Question about Supermicro X10 boards that feature VGA out: Does making use of that VGA port require an E3 with an IGP? Or is support built into the board itself?
 

BlueFox

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Oct 26, 2015
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Question about Supermicro X10 boards that feature VGA out: Does making use of that VGA port require an E3 with an IGP? Or is support built into the board itself?
For all models that have IPMI, it's on the motherboard. You won't need a CPU with integrated GPU.
 

Propaganda

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By the numbers the TDP on E5 vs E3 aren't drastically different unless you go for one of the anemic versions <25W which I wouldn't personally use. There are plenty of ATX boards for E5 and this is a fileserver we are talking about here, how small do you need to to be? I guess the OP didn't really specify what he was doing well enough to figure out which platform would be best is he planning on having >100TB of raw disk capacity or something a smaller? The rule of thumb I always went by was 8GB + 1GB per TB raw storage, maybe it is overkill but is is what people have been throwing around for a long time.

You say you want matx, that is not so easy to get in the 2011 platform. Do you need ipmi(usually denoted by -F in supermicro part name)? Perhaps you are better off with a ryzen based system you could even get as small at itx there. But as I said before how big of a server are you building here? If you just need a few drives you could even look into G8 Microservers.

To look at legacy Supermicro offerings I usually use Internet Archive: Digital Library of Free & Borrowable Books, Movies, Music & Wayback Machine. Browsing is a bit slow but doable. If you have a partnumber google nearly always has a link to the old supermicro pages as well.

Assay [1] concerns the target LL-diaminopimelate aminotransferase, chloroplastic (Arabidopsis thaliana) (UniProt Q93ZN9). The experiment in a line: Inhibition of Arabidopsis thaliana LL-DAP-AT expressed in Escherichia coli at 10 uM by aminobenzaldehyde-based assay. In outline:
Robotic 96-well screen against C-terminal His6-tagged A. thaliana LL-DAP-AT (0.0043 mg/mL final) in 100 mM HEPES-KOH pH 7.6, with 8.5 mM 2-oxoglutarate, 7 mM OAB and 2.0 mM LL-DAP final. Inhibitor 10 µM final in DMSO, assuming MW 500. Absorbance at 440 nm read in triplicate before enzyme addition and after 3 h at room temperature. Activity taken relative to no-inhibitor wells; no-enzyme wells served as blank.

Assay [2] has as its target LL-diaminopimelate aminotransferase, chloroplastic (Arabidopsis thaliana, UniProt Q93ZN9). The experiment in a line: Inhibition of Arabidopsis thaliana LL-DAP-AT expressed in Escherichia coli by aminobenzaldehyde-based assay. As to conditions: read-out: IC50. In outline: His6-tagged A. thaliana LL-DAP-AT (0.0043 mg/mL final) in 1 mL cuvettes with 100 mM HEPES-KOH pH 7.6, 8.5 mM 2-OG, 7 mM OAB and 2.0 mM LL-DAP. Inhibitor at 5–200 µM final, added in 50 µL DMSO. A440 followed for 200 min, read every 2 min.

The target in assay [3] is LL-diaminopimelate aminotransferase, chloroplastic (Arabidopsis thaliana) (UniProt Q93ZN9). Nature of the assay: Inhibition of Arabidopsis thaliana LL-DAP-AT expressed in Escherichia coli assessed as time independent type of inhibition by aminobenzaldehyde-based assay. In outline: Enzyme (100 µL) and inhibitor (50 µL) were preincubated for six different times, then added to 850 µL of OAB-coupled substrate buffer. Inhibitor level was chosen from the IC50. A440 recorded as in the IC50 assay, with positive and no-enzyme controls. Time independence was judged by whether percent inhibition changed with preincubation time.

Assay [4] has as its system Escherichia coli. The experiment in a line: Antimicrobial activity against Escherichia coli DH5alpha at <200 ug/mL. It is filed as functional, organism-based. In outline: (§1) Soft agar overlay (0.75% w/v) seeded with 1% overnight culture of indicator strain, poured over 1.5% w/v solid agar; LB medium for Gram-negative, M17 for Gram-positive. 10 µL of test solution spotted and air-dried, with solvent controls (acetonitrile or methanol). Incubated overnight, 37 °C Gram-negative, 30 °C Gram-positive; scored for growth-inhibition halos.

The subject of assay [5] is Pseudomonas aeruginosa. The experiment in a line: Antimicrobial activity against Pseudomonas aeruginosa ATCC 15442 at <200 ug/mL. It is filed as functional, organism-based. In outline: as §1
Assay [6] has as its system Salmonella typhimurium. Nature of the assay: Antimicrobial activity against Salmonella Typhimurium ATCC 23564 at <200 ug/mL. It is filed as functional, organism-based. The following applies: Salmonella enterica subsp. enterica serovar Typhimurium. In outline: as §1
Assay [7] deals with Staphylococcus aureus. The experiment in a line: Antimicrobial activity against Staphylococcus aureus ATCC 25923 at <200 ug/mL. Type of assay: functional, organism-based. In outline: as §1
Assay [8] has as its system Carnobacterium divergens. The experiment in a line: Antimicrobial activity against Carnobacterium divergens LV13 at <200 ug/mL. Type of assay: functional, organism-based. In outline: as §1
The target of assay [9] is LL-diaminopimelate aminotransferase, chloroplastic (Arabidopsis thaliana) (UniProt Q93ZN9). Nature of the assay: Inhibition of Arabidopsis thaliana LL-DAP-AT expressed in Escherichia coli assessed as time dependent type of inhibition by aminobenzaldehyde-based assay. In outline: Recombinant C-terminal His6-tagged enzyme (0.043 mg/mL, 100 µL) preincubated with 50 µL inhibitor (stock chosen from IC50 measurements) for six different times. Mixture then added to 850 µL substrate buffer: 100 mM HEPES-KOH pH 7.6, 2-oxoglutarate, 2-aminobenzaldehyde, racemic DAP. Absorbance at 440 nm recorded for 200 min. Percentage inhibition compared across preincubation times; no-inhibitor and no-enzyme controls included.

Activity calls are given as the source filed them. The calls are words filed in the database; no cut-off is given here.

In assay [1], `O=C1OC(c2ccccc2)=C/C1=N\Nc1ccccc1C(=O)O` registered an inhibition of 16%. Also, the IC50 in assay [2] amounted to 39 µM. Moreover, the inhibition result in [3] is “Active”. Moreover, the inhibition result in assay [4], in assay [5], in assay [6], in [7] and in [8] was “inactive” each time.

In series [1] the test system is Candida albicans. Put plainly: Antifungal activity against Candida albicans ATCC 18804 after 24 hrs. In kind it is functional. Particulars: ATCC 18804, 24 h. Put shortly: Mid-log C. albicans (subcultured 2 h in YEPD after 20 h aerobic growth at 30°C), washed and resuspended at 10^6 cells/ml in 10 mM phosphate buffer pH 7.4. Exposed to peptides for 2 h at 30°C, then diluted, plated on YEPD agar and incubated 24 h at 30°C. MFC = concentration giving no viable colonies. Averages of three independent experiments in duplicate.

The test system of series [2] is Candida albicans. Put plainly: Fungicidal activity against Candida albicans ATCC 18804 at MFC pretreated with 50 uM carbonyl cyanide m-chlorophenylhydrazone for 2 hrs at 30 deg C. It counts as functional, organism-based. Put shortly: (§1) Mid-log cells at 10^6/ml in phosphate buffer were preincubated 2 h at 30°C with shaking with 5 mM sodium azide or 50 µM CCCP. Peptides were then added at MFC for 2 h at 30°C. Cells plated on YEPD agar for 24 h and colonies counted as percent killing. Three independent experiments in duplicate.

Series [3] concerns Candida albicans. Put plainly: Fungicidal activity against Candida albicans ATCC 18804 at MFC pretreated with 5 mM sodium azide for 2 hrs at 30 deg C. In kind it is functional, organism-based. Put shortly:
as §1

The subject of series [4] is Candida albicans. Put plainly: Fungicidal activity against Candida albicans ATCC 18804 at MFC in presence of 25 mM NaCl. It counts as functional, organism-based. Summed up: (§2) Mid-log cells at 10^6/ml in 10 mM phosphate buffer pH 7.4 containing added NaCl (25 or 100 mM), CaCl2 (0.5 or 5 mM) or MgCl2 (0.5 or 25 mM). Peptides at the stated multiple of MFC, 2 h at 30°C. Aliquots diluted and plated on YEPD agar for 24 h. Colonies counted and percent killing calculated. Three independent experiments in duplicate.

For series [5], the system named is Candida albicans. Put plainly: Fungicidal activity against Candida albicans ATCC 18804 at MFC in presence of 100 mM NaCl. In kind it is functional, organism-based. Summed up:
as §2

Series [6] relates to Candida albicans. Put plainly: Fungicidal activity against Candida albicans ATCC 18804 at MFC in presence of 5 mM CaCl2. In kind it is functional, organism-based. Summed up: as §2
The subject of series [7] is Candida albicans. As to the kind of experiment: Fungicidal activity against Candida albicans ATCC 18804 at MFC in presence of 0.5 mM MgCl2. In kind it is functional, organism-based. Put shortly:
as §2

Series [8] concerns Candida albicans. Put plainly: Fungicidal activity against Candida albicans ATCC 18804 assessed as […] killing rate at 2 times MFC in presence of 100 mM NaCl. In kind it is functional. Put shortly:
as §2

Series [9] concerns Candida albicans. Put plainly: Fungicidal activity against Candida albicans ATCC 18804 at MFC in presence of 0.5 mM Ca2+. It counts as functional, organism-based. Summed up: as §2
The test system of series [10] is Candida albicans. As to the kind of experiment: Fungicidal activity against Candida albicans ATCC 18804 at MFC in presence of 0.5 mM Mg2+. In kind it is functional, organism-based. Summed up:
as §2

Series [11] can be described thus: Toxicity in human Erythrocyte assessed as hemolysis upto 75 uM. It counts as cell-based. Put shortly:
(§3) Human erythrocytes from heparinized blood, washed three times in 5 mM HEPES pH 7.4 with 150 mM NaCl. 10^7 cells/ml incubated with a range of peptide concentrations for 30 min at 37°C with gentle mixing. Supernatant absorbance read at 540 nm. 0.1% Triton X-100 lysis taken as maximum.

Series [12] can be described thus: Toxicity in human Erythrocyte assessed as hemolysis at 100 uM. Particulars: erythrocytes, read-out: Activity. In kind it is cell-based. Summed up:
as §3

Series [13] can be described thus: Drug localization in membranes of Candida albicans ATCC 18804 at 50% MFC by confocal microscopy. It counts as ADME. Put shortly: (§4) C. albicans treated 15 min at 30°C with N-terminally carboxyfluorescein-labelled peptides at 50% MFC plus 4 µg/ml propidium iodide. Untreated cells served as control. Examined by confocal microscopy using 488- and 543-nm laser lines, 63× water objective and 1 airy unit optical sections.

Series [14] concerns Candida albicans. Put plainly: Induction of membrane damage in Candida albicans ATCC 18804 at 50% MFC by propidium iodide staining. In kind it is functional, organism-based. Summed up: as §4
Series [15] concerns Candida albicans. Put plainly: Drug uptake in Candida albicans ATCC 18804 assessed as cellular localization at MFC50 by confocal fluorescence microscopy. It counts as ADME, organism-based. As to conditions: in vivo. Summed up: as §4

Storm-Chaser

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Apr 16, 2020
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Personal recommendation would be E5 chips in the Xeon 2600 series v2 family. You can actually build a pretty decent system with quite good computational power, especially if you combine two of the chips.

Good chassis would be something like the HP z820. You can find them pretty cheap. Especially keep an eye on ebay, you can usually find them for parts or not working but just lacking hard drives or something for under $200. They are well built and a great platform to learn xeons inside and out since they support up to two processors and have 16 ddr3 1866 memory slots for up to 8 channel memory support.

Going further than that I would recommend the xeon e5 2696 v2, which is an OEM processor (so do your research if you consider it, because it wont work in all mainstream boards/rigs). The reason I recommend this chip is that they run about $100 for 12 cores and 24 threads. They also outperform the flagship 2697 v2 due to 100 mhz higher all core turbo, and DO IT with 10 W less TDP! This combination will give you slightly better performance than a thread ripper 1950X. If you prefer clock speed to core count I would recommend something like the 2673 v2, which has the highly sought after 4.0GHz single core turbo but also a lower TDP than the retail chips in the family. Again just two things to consider, plenty of other good chips out there as well.
 
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Storm-Chaser

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2) Are fakes a problem? I've seen the article and posts here dated 2019 about fake Xeon E5s, but nothing yet about E3s or Supermicro motherboards. Again, on the flip side, there seems to be a lot of these around eBay. I'm a little suspicious about sellers who have dozens of the same part for sale.
No, fakes are not a problem just be heads up and you should not have a problem. Match price and specs and you should be fine.

What would be the positives of any E3 over a E5 v1 or v2? One of the main drivers of performance in truenas would be RAM, that is a half to a quarter of the price if you stick to registered DDR3.